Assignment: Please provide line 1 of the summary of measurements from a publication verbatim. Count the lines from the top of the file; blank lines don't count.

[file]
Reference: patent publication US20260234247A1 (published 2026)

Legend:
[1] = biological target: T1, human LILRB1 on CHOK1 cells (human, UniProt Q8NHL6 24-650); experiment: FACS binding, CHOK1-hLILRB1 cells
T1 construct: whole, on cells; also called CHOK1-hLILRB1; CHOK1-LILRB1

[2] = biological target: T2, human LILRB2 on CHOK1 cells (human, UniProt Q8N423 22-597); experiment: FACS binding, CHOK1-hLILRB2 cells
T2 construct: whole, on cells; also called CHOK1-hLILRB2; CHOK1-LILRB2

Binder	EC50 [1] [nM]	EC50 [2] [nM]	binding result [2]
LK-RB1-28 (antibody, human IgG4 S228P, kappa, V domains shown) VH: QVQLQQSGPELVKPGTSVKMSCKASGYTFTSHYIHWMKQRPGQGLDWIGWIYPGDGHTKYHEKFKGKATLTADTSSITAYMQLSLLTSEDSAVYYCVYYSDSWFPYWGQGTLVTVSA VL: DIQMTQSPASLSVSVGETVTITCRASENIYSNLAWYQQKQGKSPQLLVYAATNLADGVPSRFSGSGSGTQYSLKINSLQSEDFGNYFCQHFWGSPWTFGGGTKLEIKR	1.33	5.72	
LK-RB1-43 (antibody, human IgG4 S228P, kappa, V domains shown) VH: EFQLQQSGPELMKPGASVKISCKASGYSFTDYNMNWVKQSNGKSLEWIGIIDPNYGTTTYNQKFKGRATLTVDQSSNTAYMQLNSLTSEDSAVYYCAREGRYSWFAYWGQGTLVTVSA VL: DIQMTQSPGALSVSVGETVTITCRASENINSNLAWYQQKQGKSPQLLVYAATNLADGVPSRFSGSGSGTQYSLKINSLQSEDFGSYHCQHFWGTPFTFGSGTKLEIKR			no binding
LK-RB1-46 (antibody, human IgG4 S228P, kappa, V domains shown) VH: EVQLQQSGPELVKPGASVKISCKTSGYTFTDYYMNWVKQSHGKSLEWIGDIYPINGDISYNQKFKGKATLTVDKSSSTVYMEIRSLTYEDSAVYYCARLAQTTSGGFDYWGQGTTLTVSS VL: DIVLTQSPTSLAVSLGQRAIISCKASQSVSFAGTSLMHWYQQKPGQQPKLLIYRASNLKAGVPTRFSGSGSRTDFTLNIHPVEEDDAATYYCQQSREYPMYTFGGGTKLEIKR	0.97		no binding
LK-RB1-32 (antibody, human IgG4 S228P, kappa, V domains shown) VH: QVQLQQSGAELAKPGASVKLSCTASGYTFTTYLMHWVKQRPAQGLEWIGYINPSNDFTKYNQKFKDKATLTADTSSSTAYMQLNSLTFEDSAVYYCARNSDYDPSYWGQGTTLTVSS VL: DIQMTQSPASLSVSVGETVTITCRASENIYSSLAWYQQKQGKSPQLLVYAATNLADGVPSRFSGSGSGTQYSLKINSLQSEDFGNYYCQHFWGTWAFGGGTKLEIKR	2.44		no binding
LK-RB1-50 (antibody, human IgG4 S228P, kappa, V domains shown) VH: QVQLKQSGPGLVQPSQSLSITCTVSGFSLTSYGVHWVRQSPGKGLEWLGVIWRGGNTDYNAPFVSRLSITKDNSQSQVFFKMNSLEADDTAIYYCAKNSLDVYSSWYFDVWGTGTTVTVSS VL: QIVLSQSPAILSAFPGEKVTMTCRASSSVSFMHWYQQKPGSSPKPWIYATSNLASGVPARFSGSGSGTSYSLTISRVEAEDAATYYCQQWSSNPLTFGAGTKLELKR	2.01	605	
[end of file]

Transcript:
Reference: patent publication US20260234247A1 (published 2026)